Ontario Basic Income Pilot To Replace ODSP

basic income!

Basic Income has been in the news lately, with Elon Musk, CEO and founder of Tesla and SpaceX back in November 2016, predicting that the rise of machines in the workplace could soon mean job displacement and a ‘universal basic income’ for humans. Finland is one of the first countries in 2017 to pilot which started on January 1.

What exactly is basic income?

According to the Basic Income Earth Network, a basic income is a periodic cash payment unconditionally delivered to all on an individual basis, without means-testing or work requirement.

Many reasons have all been invoked in Basic Income’s favour, including liberty and equality, efficiency and community, common ownership of the Earth and equal sharing in the benefits of technical progress, the flexibility of the labour market and the dignity of the poor, the fight against inhumane working conditions, against the desertification of the countryside and against interregional inequalities, the viability of cooperatives and the promotion of adult education, autonomy from bosses, husbands and bureaucrats.

The inability to tackle unemployment with conventional means has, in the last decade or so, become a major reason for the idea being taken seriously throughout Europe by a growing number of scholars and organisations. Social policy and economic policy can no longer be conceived separately, and Basic Income is increasingly viewed as the only viable way of reconciling two of their respective central objectives: poverty relief and full employment.

What is happening in Ontario?

In June 2016, the Ontario government asked the Honourable Hugh Segal for advice on the design of a Basic Income Pilot. As a result, Mr Segal has submitted a discussion paper, Finding a Better Way: A Basic Income Pilot for Ontario. Which the government is using as the platform for the pilot.

What excites me most is that the recommendations of the Ontario Basic Income pilot would replace Ontario Works and Ontario Disability Support Program (ODSP), which removes many of the restrictions of those two existing programs on current recipients. As noted in the discussion paper:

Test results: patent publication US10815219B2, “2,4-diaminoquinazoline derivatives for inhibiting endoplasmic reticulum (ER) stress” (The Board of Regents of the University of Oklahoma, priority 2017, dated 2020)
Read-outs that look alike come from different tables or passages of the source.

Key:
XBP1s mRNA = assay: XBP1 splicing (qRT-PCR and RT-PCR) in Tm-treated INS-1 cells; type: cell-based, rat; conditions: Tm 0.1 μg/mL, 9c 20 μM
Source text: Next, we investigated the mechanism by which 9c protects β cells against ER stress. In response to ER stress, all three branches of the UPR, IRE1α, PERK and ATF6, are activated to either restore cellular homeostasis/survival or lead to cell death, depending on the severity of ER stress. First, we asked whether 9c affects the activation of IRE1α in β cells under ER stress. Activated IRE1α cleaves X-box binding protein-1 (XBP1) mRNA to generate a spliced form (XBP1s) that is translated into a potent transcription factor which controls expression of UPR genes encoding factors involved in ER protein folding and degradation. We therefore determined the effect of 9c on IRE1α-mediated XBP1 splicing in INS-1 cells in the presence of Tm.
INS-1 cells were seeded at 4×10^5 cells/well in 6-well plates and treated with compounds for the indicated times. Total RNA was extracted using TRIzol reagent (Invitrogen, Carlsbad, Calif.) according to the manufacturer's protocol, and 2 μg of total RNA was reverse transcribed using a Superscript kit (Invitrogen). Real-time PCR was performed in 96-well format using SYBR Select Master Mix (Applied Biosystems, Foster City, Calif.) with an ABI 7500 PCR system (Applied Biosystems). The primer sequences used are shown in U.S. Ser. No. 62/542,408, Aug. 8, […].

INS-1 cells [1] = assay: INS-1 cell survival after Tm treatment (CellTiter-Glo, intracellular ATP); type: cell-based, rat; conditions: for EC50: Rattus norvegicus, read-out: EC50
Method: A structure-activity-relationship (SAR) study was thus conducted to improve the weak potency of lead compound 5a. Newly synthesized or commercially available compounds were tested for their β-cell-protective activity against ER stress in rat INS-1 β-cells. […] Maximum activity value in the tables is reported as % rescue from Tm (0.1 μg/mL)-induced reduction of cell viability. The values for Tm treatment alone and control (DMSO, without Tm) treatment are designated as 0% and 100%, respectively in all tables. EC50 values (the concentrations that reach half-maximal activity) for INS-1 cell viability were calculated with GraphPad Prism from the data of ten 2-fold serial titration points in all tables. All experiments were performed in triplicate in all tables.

In answer to this set of questions, it is recommended that the pilot focuses on testing a Basic Income in the form of a NIT (what some would call a refundable tax credit) that would replace Ontario Works and ODSP, and for which Ontarians aged 18 to 65 living in poverty would be eligible. Unlike the support provided under the current Ontario Works and ODSP, the financial support provided would not impose restrictions, limits or interdictions related to financial assets, work-based earnings, or labour force participation.

Individuals would be guaranteed an income equivalent to a determined proportion of the LIM (that proportion differing across experimental groups), which would not be taxed. Additional earnings beyond the Basic Income would be encouraged and taxed at varying rates. These tax rates would apply until an individual has paid, in taxes on earned income, the exact equivalent of the Basic Income, with a threshold (or break-even point) after which earned incomes would be subject to the normal income tax schedule by which all working Ontarians are governed. The taxation mechanisms applied to earned incomes in the context of the NIT would provide incentives for individuals whose incomes are currently below the poverty line to join or remain in the workforce. They would also reduce the costs to the province of implementing a Basic Income, should it choose to do so after studying the results of the pilot.